University of Rochester

Rochester Review
January–February 2012
Vol. 74, No. 3

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Midnight Ramblers Founded in 1998, the group considers campus its home.
ramblersAT HOME: The Midnight Ramblers are (left to right) Noah Berg ’12, Andrew Tomich ’14, Daniel Slavin ’14, Kevin Layden ’13, Matthew Watman ’12, Gregory Corrado ’14, David Keener ’15, Eric Quesada ’15, and Aaron Michalko ’14; (kneeling) Jared Suresky ’12. (Photo: Brandon Vick)

Fourth-year Midnight Rambler Jared Suresky ’12 says the all-male a cappella group likes to keep its repertoire as “all over the board” as the wide-ranging nature of the majors and interests represented by the group’s members.

But, Suresky says, the ensemble has one main interest when it comes to performing.

A Chorus of A Cappella

See profiles of the College’s a cappella groups.

YellowJackets: The longest-running male a cappella group is finding new fame. (Photo: Brandon Vick)
vocal point
Vocal Point: The University’s only all-female a cappella group charts its own course. (Photo: Brandon Vick)
after hours
After Hours: The coed group brings a contemporary sound to campus. (Photo: Adam Fenster)

“Our priority is the campus and student community,” says Suresky, an economics major from Goshen, N.Y., and publicity director for the group. “Our roots are here at the U of R.”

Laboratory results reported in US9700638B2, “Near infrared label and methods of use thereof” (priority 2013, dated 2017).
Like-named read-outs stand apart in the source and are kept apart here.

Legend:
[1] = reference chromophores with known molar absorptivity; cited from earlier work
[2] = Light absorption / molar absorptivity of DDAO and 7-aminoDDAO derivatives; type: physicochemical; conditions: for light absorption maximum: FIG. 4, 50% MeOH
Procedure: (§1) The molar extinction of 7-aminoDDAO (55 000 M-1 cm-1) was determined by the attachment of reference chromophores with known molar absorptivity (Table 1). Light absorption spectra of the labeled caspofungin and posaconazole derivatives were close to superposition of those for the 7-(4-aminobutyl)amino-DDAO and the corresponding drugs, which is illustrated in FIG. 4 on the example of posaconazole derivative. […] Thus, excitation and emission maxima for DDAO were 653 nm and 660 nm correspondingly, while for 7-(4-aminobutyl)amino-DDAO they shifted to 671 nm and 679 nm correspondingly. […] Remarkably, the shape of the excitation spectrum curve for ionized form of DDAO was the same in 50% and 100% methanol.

And while the group travels widely—a trip to Southern California to perform at charity events turned into an impromptu appearance on the TV game show The Price Is Right last spring—the group prides itself on collaborating and interacting with fellow student organizations. “Improvapella,” an annual show featuring the student-run improv group In Between The Lines along with the Ramblers, is an example.

Founded in 1998 as a group dedicated to performance and innovation, the Ramblers have become a campus mainstay. The group’s ninth studio album, Revival, was released last November.

In addition to three two-hour rehearsals a week, often late at night when group members are more likely to be free, the Ramblers perform six or seven times a month and schedule two major shows, one each semester. As many as 60 students audition over the course of the year, and the group takes in, on average, three new singers each year.

Suresky says that while he doesn’t plan to pursue music professionally after graduation, he’s learned important lessons about working with a large group of people whose perspectives often differ from his own. And he’s learned about working toward a goal.

“It takes focus and determination,” Suresky says. “It’s not always going to be easy but to get the results you want, you have to work hard, and you have to be persistent.”